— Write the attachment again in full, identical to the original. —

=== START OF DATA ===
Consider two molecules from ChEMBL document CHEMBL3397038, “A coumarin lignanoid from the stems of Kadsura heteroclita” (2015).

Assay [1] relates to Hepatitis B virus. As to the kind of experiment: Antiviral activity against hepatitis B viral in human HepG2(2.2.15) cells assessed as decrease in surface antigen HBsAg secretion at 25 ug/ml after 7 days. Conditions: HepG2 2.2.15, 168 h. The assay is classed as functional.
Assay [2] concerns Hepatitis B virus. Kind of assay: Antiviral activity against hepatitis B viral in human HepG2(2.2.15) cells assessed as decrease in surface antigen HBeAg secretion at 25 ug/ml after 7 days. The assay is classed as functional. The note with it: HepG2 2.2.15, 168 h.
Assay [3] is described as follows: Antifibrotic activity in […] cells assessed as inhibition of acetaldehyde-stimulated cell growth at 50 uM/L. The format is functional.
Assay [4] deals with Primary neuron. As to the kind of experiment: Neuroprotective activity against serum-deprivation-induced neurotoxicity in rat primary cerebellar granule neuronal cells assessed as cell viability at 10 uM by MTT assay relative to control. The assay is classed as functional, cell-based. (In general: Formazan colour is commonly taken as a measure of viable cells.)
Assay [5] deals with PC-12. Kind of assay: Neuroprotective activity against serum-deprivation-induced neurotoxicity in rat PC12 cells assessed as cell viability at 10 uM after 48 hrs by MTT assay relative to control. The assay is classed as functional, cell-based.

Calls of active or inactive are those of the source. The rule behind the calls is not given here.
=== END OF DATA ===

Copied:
Consider two molecules from ChEMBL document CHEMBL3397038, “A coumarin lignanoid from the stems of Kadsura heteroclita” (2015).

Assay [1] relates to Hepatitis B virus. As to the kind of experiment: Antiviral activity against hepatitis B viral in human HepG2(2.2.15) cells assessed as decrease in surface antigen HBsAg secretion at 25 ug/ml after 7 days. Conditions: HepG2 2.2.15, 168 h. The assay is classed as functional.
Assay [2] concerns Hepatitis B virus. Kind of assay: Antiviral activity against hepatitis B viral in human HepG2(2.2.15) cells assessed as decrease in surface antigen HBeAg secretion at 25 ug/ml after 7 days. The assay is classed as functional. The note with it: HepG2 2.2.15, 168 h.
Assay [3] is described as follows: Antifibrotic activity in […] cells assessed as inhibition of acetaldehyde-stimulated cell growth at 50 uM/L. The format is functional.
Assay [4] deals with Primary neuron. As to the kind of experiment: Neuroprotective activity against serum-deprivation-induced neurotoxicity in rat primary cerebellar granule neuronal cells assessed as cell viability at 10 uM by MTT assay relative to control. The assay is classed as functional, cell-based. (In general: Formazan colour is commonly taken as a measure of viable cells.)
Assay [5] deals with PC-12. Kind of assay: Neuroprotective activity against serum-deprivation-induced neurotoxicity in rat PC12 cells assessed as cell viability at 10 uM after 48 hrs by MTT assay relative to control. The assay is classed as functional, cell-based.

Calls of active or inactive are those of the source. The rule behind the calls is not given here.